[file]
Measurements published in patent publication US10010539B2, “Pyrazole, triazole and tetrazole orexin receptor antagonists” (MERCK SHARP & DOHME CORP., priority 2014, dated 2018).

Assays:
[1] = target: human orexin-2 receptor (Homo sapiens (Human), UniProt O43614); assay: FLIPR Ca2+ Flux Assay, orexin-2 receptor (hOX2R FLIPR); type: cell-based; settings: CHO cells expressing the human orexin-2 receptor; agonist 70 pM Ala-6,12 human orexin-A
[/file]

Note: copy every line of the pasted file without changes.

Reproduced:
Measurements published in patent publication US10010539B2, “Pyrazole, triazole and tetrazole orexin receptor antagonists” (MERCK SHARP & DOHME CORP., priority 2014, dated 2018).

Assays:
[1] = target: human orexin-2 receptor (Homo sapiens (Human), UniProt O43614); assay: FLIPR Ca2+ Flux Assay, orexin-2 receptor (hOX2R FLIPR); type: cell-based; settings: CHO cells expressing the human orexin-2 receptor; agonist 70 pM Ala-6,12 human orexin-A